It's your serve.
WHAT? Vice President of Communications
WHERE? Equipment Leasing Association, Arlington, Virginia
WHEN? Since 2000
Q: How did you start playing tennis?
A: I didn't pick up a racket until January 2003. My husband and I were on vacation in Negril, Jamaica--recovering from serious burnout--and the resort where we stayed offered free tennis lessons. It was there that I found my passion for the game.
When we returned home, I kept playing and attended an adult tennis camp. My husband was a tennis champ in high school, so he's glad that I've taken up the game. He and I play tennis once a week. Next fall I hope to play in a tournament, and I want to participate in my association's member tournament as well.
Q: Why do you like the game?
A: Playing tennis is a fun way to exercise and stay in shape. It also provides a great social outlet. I travel a lot, but I am able to play while I'm on the road because I meet other tennis players and do drills with them to improve my serve and form.
I have gotten up at 6 a.m. to play a game, and it made my day. The game forces you to focus. You can't think about work because it takes 100 percent of your concentration to play. It's a welcome diversion that refreshes me.
Q: What advice do you have for others learning to play?
A: Be patient with yourself. It takes time to learn a new skill. I think playing tennis is a good character-building exercise because it forces you to focus and be patient. You don't learn the game overnight. You have to relax, observe the ball, and hit it to make your shot. It's really worth it if you stick with it and really learn the rules and strategy of the game.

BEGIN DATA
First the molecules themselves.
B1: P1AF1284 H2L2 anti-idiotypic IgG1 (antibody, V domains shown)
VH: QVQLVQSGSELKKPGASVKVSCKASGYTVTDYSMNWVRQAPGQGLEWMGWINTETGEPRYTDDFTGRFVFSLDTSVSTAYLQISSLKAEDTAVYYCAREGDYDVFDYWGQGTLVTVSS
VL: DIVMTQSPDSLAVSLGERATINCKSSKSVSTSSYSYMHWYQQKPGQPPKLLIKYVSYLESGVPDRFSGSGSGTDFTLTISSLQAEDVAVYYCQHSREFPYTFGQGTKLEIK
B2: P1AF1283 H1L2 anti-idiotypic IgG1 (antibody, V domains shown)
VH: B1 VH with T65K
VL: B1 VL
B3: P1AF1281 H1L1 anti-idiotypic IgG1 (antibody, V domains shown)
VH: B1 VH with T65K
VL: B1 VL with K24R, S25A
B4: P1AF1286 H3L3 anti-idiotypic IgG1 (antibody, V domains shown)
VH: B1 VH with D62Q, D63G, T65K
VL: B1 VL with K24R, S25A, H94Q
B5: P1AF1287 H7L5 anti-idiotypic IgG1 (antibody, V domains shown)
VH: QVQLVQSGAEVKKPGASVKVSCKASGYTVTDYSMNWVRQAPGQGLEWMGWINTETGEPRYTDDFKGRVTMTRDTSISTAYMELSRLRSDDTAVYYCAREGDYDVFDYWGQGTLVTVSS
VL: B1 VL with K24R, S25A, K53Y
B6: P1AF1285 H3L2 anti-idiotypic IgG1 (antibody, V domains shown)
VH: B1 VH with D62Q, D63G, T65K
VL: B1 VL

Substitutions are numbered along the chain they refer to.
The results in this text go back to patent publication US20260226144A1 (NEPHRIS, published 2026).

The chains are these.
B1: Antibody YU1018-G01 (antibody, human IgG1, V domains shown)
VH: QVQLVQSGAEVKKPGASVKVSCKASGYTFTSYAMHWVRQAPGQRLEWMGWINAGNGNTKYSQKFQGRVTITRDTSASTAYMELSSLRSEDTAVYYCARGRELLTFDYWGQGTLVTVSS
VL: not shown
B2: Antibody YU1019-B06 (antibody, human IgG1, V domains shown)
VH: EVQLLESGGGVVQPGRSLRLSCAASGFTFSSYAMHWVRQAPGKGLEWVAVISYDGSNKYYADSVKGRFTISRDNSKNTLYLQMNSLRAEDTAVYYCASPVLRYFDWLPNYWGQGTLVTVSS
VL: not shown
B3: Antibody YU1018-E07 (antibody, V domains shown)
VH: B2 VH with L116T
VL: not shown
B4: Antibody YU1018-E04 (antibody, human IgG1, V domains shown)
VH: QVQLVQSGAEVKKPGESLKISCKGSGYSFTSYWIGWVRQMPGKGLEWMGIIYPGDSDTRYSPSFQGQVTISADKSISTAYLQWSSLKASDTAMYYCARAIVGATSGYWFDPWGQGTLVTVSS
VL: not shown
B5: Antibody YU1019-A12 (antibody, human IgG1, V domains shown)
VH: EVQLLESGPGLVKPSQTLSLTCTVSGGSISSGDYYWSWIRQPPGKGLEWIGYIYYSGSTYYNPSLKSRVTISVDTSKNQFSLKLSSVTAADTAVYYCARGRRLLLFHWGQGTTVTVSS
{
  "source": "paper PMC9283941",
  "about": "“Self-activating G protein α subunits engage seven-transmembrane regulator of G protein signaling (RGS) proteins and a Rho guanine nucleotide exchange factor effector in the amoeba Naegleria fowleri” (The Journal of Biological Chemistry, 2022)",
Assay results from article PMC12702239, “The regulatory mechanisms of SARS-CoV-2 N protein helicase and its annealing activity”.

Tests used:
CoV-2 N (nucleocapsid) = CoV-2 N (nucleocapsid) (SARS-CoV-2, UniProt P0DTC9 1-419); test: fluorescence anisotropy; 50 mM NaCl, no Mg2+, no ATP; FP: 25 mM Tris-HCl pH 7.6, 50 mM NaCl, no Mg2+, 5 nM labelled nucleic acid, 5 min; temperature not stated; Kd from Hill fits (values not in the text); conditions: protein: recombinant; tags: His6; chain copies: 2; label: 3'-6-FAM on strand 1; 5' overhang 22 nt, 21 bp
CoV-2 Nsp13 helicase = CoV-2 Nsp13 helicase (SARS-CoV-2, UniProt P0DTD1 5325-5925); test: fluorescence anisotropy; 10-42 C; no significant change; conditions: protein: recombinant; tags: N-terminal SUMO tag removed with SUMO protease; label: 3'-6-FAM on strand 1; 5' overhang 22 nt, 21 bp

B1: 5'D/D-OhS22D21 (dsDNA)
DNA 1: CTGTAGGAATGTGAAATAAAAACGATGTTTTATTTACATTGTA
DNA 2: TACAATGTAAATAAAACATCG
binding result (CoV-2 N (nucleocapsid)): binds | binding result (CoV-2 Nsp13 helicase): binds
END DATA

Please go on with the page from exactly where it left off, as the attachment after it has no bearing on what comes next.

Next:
Q: How has the game influenced you professionally and personally?
A: Tennis has helped me with strategic planning. When you play, it forces you to plan ahead. You have to size up your opponent and then try to outsmart the other player.
Playing has also helped me to relax both on and off the court. You become more patient and forgiving of yourself. You realize that you can take risks and make mistakes. When you do, you take a couple of deep breaths and say, "OK, this didn't work. Let's try to hit the ball somewhere else."
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|Title Annotation:||Amy Miller Holmes of Equipment Leasing Association expresses his view on tennis|
|Date:||May 1, 2005|
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